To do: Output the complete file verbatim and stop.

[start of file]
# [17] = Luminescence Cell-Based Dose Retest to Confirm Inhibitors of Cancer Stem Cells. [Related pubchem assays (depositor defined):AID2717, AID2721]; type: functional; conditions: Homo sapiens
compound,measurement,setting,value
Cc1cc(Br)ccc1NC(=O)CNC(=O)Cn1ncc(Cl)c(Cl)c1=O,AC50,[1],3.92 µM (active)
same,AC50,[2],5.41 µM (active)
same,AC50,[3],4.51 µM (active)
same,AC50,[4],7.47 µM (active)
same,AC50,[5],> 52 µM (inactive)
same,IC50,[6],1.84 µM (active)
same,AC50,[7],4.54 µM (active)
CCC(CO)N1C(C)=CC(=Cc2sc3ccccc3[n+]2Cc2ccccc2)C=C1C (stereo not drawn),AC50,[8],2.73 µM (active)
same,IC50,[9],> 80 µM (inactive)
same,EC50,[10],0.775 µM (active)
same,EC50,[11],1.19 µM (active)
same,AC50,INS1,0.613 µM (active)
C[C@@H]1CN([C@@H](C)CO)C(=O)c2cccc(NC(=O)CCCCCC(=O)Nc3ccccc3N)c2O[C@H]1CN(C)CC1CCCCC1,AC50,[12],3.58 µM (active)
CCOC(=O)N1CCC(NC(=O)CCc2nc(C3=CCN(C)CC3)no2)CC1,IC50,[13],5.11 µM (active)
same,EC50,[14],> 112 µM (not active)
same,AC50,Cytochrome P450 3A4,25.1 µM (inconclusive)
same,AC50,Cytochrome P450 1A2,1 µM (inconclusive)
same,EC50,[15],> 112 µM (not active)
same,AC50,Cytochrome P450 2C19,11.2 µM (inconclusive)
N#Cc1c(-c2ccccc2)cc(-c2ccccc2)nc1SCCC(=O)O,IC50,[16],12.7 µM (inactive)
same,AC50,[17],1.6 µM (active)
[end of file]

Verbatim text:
# [17] = Luminescence Cell-Based Dose Retest to Confirm Inhibitors of Cancer Stem Cells. [Related pubchem assays (depositor defined):AID2717, AID2721]; type: functional; conditions: Homo sapiens
compound,measurement,setting,value
Cc1cc(Br)ccc1NC(=O)CNC(=O)Cn1ncc(Cl)c(Cl)c1=O,AC50,[1],3.92 µM (active)
same,AC50,[2],5.41 µM (active)
same,AC50,[3],4.51 µM (active)
same,AC50,[4],7.47 µM (active)
same,AC50,[5],> 52 µM (inactive)
same,IC50,[6],1.84 µM (active)
same,AC50,[7],4.54 µM (active)
CCC(CO)N1C(C)=CC(=Cc2sc3ccccc3[n+]2Cc2ccccc2)C=C1C (stereo not drawn),AC50,[8],2.73 µM (active)
same,IC50,[9],> 80 µM (inactive)
same,EC50,[10],0.775 µM (active)
same,EC50,[11],1.19 µM (active)
same,AC50,INS1,0.613 µM (active)
C[C@@H]1CN([C@@H](C)CO)C(=O)c2cccc(NC(=O)CCCCCC(=O)Nc3ccccc3N)c2O[C@H]1CN(C)CC1CCCCC1,AC50,[12],3.58 µM (active)
CCOC(=O)N1CCC(NC(=O)CCc2nc(C3=CCN(C)CC3)no2)CC1,IC50,[13],5.11 µM (active)
same,EC50,[14],> 112 µM (not active)
same,AC50,Cytochrome P450 3A4,25.1 µM (inconclusive)
same,AC50,Cytochrome P450 1A2,1 µM (inconclusive)
same,EC50,[15],> 112 µM (not active)
same,AC50,Cytochrome P450 2C19,11.2 µM (inconclusive)
N#Cc1c(-c2ccccc2)cc(-c2ccccc2)nc1SCCC(=O)O,IC50,[16],12.7 µM (inactive)
same,AC50,[17],1.6 µM (active)